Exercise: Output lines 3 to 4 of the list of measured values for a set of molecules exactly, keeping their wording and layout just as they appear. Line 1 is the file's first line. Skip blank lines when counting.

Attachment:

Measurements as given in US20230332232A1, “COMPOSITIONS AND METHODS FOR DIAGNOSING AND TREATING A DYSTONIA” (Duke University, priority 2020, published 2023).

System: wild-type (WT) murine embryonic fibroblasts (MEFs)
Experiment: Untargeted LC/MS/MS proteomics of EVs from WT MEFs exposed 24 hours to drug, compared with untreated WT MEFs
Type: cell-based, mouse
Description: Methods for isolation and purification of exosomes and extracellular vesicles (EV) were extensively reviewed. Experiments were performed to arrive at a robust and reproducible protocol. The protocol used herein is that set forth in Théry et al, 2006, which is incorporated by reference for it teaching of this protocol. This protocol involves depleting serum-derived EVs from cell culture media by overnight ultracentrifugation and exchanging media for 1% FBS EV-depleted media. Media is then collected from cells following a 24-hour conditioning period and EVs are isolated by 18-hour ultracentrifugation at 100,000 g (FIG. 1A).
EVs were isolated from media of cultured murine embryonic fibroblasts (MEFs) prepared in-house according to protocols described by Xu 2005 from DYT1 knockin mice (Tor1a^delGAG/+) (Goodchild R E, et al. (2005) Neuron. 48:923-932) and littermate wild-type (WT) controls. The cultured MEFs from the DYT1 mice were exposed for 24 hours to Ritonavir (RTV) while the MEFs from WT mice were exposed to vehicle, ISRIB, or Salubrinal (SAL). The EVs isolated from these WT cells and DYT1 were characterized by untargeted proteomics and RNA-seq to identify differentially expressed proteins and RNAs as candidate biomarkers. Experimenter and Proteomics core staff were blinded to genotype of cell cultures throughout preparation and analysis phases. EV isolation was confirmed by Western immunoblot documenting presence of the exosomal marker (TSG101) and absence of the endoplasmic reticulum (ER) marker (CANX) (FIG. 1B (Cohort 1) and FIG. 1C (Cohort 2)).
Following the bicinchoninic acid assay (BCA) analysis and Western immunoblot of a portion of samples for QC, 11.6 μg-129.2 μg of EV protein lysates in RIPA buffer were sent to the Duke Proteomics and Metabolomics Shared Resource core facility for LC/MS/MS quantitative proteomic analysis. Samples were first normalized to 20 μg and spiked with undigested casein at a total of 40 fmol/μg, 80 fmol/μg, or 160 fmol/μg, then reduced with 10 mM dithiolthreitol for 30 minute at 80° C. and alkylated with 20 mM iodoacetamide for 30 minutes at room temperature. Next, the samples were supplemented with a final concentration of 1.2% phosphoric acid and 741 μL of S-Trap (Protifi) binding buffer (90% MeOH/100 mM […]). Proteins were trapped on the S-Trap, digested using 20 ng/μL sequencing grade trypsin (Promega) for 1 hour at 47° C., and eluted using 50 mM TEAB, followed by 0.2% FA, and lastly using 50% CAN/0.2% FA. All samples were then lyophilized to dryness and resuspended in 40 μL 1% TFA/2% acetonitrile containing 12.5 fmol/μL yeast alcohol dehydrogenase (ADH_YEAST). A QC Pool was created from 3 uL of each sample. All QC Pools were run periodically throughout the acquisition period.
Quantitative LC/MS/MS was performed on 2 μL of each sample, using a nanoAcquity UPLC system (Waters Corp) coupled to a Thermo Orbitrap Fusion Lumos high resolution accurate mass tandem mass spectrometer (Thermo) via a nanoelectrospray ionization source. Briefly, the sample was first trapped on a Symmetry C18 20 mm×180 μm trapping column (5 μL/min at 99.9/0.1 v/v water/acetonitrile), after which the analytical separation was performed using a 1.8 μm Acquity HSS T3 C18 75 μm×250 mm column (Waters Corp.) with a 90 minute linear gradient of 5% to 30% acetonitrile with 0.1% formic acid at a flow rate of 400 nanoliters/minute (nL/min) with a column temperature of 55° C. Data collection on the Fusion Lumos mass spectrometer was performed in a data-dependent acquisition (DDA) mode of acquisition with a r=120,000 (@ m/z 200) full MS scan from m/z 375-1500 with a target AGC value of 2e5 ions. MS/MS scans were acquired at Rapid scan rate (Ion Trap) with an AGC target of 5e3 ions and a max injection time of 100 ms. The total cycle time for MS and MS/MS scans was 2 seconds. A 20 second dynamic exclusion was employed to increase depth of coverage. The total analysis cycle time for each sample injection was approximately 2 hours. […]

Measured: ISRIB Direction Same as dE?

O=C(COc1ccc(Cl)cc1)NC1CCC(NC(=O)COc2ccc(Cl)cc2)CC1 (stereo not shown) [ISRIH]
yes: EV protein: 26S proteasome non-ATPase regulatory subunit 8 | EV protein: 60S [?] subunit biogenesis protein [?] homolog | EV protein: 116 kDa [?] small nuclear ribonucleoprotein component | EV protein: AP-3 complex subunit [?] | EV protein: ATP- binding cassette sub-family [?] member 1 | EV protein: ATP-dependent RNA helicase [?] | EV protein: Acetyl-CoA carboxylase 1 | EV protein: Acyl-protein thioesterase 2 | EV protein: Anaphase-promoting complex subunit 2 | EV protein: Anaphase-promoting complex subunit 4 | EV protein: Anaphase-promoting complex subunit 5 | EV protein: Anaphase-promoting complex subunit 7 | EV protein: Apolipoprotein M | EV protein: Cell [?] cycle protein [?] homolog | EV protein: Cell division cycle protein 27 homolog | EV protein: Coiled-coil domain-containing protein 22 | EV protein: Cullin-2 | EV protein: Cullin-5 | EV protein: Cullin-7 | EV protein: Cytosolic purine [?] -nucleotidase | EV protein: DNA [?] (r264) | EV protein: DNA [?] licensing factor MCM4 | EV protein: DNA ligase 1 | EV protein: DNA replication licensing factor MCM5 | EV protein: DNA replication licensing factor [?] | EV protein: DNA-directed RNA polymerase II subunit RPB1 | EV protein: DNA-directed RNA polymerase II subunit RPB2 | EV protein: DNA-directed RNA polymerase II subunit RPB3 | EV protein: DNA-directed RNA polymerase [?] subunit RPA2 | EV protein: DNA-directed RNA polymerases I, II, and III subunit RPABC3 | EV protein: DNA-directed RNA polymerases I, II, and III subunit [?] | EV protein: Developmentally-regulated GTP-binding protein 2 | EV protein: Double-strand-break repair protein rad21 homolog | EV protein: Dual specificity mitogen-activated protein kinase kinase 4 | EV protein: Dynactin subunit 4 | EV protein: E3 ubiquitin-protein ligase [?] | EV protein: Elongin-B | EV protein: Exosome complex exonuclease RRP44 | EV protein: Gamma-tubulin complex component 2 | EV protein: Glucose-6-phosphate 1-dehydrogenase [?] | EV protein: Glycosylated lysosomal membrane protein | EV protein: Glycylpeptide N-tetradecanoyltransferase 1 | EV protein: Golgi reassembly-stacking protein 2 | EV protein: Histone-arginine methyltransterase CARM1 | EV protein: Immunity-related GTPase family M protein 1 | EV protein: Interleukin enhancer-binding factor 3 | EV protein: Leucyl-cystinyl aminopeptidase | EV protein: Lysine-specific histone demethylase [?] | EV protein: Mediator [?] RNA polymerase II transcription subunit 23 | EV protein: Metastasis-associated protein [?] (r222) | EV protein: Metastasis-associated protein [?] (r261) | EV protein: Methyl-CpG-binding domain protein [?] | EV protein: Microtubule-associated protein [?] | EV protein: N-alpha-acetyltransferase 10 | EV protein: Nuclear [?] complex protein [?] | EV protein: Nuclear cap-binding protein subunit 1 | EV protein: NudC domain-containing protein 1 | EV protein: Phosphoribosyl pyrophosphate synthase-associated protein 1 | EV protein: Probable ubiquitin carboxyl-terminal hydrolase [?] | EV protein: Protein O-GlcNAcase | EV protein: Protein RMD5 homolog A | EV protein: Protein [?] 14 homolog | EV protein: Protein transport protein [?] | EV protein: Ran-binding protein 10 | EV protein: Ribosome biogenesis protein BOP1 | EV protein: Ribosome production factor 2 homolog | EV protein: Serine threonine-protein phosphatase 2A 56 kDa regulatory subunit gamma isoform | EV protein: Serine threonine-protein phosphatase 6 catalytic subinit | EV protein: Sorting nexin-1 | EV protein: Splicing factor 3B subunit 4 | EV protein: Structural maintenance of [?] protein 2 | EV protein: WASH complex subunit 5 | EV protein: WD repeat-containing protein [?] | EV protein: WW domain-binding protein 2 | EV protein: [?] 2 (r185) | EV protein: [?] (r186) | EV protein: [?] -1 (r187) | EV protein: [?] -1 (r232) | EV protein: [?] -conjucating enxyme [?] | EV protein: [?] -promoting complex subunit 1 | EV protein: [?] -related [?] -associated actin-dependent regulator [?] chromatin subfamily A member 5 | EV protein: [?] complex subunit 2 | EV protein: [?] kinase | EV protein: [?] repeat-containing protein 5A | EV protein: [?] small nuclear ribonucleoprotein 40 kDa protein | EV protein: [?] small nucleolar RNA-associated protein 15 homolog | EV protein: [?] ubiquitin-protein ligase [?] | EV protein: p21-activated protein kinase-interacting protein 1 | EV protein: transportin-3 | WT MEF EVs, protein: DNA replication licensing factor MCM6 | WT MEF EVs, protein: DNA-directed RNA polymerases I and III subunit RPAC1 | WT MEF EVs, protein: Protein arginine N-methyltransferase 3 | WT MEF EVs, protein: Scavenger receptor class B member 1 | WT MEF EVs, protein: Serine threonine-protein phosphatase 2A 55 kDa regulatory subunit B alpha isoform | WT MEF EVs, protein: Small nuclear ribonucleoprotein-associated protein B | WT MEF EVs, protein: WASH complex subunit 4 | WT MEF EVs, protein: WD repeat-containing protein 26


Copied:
Experiment: Untargeted LC/MS/MS proteomics of EVs from WT MEFs exposed 24 hours to drug, compared with untreated WT MEFs
Type: cell-based, mouse